FIG. 5 shows diagrammatically the hydraulic diagram of the fuel injection pump, and it also illustrates the injection-adjuster servo-motor 16, with an alternative design for this in FIG. 6. As described, the feed pump 47 generates, in the interior 6 of the pump, a pressure which changes as a function of the rotational speed. In the exemplary embodiment according to FIG. 6, this pressure passes, via a throttle bore 74 in the regulating piston 27 of the injection adjuster 16, into a working space 75 which is enclosed by the regulating piston 77 in a closed cylinder 76. The regulating piston 77 is loaded on the other side. The regulating piston is shifted to a greater or lesser extent towards this side according to the pressure prevailing in the working space 75 and thereby adjusts the actuating arm 22 in the known way. The control pressure in the work space 75 can now change as a direct function of the fuel pressure in the pump inner space 6, that is to say as a function of the rotational speed. With an increasing speed, the roller-carrier part 13 is rotated, so that the rollers 31 are moved inwards at a relatively early moment in the rotation of the drive shaft, and the start of fuel injection is thus advanced. However, the control pressure can also be changed as a function of other parameters or can be influenced in addition to the dependence on speed. This is carried out advantageously by means of a solonoid valve 78 located in a relief line 79 which leads off from the injection-adjuster working space 75. This valve can be actuated in an analogous manner, but preferably in a timed manner, the timing ratio or the degree of opening being controlled as a function of operating parameters via an electronic control not illustrated further here. At the same time, in particular, the hot-running of the internal-combustion engine can also be taken into account. However, it has also already been proposed to cause a variation in the start of injection in order to influence the dynamic behaviour, for example in the event of rapid load absorption. Such measures can also be carried out in a simple way here.

FIG. 5 shows a servo-injection adjuster likewise corresponding to a known design and having a servo slide 80, the adjusting movement of which is followed by the regulating piston 27'. When the slide 80 is defected as a result of a change of pressure in the pump inner space 6, it either makes a connection between the pump inner space 6 and the working space 75 or makes a connection between the working space 75 and a relief space 81. These connections continue until, as a result of the change of pressure in the working space 75, the regulating piston 27' is shifted counter to its restoring spring 73 until the connecting orifice opened by the slide 8 is closed again. Whereas, with the exemplary embodiment according to FIG. 5, only a controlled adjustment of the roller-carrier part 13 is possible, with the alternative embodiment according to FIG. 6 an exact control of the piston-carrier part 13 is carried out by trans-mitting a feed back signal representing the start of injection to the electronic control part 83 controlling the solonoid valve 78 and by regulating the actual start of injection as a result of this feed back signal in comparison with the predetermined desired value. As can be seen in FIG. 5 and also FIG. 2, for feed back there is a pressure transducer 84 which is connected, for example, to the annular space 65 via a branch bore 85. The pressure generated in the pump working space can be determined exactly at this point as a pressure rise, and by means of this pressure flank a control signal for appropriate processing by the control unit 83 can be generated. The pressure can, of course, also be measured at other points, but this point is advantageous where this particular construction is concerned. There is then a follow-up of the regulated injection start by the injection end, namely the moment of opening of the electrically controlled valve 67, taking into account the particular injection rate.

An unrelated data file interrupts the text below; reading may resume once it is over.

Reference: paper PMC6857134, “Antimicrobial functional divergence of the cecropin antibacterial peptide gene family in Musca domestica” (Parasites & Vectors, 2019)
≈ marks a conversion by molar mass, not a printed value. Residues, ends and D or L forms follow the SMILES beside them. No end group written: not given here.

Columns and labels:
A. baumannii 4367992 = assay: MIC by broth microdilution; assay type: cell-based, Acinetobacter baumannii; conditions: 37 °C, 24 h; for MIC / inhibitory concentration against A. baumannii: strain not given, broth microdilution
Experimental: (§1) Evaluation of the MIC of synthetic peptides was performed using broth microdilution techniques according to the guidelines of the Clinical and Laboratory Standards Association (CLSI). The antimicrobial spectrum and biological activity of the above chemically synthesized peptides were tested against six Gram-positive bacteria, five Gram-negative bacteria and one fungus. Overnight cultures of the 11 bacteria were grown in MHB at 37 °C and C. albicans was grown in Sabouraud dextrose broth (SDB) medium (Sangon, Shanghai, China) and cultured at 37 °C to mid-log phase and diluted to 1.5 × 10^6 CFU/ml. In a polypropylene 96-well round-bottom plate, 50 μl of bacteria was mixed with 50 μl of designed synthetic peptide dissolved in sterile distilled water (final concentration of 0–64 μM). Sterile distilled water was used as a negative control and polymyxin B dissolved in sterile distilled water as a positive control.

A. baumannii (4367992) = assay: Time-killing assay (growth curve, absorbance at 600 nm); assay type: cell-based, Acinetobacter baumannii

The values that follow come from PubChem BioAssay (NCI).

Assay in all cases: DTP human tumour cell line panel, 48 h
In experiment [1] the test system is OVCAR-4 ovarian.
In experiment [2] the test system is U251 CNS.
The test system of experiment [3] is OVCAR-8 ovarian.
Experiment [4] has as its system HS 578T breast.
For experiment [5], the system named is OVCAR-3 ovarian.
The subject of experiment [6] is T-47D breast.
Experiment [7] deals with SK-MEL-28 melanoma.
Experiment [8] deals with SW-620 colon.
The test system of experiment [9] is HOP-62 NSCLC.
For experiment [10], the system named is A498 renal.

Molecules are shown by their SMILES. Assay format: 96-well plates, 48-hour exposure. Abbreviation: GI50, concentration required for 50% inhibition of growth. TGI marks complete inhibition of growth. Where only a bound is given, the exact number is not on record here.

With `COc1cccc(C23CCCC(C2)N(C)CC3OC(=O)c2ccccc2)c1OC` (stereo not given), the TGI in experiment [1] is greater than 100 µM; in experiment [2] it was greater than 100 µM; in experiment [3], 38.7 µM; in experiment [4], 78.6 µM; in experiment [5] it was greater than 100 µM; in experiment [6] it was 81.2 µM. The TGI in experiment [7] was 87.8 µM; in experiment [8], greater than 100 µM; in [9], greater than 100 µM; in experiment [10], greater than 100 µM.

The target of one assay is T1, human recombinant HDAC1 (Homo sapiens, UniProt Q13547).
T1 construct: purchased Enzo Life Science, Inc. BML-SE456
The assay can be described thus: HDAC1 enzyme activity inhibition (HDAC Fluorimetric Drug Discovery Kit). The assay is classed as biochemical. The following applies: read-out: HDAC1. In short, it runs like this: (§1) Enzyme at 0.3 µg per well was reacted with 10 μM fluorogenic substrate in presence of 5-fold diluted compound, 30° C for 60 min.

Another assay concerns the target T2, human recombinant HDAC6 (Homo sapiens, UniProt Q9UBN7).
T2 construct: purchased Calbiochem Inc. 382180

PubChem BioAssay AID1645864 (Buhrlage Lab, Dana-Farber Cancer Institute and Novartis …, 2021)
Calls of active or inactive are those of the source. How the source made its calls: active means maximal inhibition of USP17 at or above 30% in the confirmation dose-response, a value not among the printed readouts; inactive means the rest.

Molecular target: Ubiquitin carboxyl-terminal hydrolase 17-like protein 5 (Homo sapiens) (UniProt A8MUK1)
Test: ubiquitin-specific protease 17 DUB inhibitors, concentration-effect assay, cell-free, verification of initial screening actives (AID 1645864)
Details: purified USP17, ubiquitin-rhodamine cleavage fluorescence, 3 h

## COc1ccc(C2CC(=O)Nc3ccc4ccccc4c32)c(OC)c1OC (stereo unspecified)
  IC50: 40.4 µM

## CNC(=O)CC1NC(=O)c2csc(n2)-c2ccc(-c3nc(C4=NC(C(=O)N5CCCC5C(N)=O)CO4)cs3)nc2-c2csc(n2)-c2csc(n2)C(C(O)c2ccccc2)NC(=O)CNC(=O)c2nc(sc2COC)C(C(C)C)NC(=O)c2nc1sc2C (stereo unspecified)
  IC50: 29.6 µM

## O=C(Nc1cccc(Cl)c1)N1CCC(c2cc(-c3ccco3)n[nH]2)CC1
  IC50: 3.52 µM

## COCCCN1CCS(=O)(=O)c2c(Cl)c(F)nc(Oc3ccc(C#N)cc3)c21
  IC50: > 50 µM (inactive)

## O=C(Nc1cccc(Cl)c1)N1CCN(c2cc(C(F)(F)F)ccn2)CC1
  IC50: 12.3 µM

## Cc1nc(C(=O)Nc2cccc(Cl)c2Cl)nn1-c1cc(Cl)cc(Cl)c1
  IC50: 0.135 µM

In an alternative to the above-described operating principle, the moment of injection is preset approximately as a result of the rotation of the roller-carrier part 13, that is to say, for example, as a function of the rotational speed, and fine control of the injection start is obtained by also controlling the closing moment of the electrically controlled valve 67. In this way, after an initial feed stroke of the pump piston, during its movement out of the cam bottom, the relief channel 66 can be opened first and then closed by means of the solonoid valve 67 only at a moment determined by the desired-value/actual-value comparison in the control unit 83. From this moment, the feed of the pump pistons then takes place under high pressure, until the injection time is ended by reopening the relief channel. The advantage of this is that, as a result of the regulation, there are no large control strokes to be executed, since the approximate adjustment is already carried out mechanically.